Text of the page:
Yes, don’t get married to your ‘bucket lists.”
If my more “successful” clients have any message, it’s that “bigger, better, faster, and more” are not all they’re made out to be and have failed them. The “bucket list” is a great example. While often presented as a motivational tool, it often ends up being like chasing a sunset while traveling east – and one becoming lost in the process. These lists’ utility are short-lived and leave one either unsatisfied or worse, depressed. While goals are, indeed, useful, I’ve seen bucket list suggestions disappoint too many times to continue prescribing them. We might be reminded that we are not human doings, but human beings.
In one area of my life, I completed a pretty impressive series of bucket list accomplishments. While their accomplishment might have inferred me or my experiences as interesting by some or even curried me favor, minor celebrity, some income, or even employment, they never really added to my overall health or happiness. My intense focus on them caused other things to fall out of alignment and suffer. I began to discover the same echoed by many of my more newsworthy clients. Their attainment brought little and their delay brought worse for they had become so identified with their lists. They had become so overly committed to their lists that they forgot to simply be, slow down and enjoy their journeys no matter how many items would be checked off.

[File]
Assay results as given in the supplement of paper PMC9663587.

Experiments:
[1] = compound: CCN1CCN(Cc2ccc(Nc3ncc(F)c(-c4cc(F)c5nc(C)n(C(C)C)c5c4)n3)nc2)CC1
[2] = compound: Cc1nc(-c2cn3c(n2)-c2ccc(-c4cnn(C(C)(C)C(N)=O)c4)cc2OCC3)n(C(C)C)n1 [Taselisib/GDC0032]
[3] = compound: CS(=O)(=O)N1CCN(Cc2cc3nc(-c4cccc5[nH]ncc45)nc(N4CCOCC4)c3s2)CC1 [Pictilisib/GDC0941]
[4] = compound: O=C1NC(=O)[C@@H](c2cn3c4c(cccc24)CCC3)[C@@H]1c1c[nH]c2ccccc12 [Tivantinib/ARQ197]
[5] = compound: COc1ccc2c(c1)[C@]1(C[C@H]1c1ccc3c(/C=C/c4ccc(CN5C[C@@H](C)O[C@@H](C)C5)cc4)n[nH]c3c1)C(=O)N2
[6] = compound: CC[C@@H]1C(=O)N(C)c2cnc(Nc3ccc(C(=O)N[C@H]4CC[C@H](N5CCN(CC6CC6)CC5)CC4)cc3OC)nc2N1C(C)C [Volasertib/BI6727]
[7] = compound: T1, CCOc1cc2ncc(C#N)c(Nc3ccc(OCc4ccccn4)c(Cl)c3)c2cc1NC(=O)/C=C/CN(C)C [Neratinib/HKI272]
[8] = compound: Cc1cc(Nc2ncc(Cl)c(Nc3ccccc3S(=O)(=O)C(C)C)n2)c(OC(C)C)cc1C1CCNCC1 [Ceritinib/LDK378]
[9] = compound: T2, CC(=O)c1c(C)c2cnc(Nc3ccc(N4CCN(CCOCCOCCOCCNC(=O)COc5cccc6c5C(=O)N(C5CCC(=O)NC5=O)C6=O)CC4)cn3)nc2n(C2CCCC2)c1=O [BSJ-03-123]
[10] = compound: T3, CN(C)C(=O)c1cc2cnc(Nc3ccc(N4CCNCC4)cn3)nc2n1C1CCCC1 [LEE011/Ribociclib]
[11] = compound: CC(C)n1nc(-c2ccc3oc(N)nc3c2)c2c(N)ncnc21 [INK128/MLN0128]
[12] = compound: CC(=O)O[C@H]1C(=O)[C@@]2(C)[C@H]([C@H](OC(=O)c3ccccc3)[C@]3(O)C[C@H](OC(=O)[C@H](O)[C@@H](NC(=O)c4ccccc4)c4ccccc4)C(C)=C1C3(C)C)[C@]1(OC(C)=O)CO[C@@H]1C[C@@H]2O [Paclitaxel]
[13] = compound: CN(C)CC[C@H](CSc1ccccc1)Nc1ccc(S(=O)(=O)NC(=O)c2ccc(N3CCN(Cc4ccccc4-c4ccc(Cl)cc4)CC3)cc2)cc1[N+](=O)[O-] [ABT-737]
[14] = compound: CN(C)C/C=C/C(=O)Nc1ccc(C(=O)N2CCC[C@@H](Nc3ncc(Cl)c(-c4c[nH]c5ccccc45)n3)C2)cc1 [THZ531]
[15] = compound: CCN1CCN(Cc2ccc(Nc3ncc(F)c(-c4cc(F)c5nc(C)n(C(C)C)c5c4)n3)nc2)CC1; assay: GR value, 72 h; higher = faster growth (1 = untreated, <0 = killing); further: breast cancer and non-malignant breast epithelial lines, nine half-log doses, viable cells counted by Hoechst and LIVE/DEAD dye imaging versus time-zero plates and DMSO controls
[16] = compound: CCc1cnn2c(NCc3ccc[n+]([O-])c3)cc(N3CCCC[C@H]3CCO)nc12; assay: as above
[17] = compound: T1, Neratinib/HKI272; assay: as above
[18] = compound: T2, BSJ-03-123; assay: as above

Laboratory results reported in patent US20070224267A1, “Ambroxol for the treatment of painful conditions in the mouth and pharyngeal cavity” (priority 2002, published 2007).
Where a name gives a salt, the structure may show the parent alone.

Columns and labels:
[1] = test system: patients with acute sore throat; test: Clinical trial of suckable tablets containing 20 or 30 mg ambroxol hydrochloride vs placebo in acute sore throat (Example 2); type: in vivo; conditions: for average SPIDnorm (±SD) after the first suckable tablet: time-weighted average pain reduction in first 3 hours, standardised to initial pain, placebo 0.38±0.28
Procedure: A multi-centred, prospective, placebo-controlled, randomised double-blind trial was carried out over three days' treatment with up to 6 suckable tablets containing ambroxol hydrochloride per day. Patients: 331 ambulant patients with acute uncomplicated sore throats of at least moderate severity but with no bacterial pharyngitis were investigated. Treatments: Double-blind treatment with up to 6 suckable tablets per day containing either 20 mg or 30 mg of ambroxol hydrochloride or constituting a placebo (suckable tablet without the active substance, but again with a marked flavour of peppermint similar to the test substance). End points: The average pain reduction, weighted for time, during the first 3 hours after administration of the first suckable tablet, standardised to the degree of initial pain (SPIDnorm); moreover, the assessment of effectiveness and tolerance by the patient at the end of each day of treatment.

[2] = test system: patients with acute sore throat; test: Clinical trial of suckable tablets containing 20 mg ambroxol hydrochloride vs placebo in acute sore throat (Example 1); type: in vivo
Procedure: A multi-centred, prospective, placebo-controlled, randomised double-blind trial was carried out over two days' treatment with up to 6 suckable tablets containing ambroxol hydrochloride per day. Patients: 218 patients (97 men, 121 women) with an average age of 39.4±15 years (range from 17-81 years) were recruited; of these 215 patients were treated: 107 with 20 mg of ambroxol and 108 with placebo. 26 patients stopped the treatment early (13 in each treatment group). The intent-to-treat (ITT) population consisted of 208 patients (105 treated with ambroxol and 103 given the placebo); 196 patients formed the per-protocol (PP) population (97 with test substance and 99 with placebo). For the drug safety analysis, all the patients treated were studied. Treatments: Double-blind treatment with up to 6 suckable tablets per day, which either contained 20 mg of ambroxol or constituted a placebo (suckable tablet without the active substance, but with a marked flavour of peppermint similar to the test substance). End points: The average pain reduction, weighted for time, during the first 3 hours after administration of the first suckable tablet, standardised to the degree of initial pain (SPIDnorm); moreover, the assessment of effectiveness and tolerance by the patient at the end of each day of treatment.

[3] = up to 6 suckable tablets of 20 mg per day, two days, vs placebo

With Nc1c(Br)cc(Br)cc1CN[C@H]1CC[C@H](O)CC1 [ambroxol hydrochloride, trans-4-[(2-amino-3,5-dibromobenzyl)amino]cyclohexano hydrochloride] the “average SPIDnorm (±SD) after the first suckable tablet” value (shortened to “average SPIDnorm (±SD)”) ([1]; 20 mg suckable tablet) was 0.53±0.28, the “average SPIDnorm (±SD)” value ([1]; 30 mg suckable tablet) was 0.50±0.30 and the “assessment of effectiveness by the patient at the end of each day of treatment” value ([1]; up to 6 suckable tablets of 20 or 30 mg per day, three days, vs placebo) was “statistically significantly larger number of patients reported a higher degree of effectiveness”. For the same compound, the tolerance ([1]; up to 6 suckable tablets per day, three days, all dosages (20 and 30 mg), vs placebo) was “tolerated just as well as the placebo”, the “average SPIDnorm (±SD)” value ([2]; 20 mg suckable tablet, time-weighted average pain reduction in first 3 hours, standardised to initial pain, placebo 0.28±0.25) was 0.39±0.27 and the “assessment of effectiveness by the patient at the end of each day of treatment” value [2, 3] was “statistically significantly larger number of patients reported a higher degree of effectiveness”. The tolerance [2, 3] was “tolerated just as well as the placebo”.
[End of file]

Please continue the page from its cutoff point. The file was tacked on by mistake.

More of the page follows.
Living fulfilled is more about living awake, vulnerably with what is, rather than what could be, should be, or would be. It’s also about finding ways to grow, learn, and connect with others. It’s not about speed or how many. While your “bucket lists” may be a useful self-organizing tool and not inherently bad, be careful about going overboard with them. Have fun with them, but keep your balance and alignment. They are simply a guide and never a measure of you.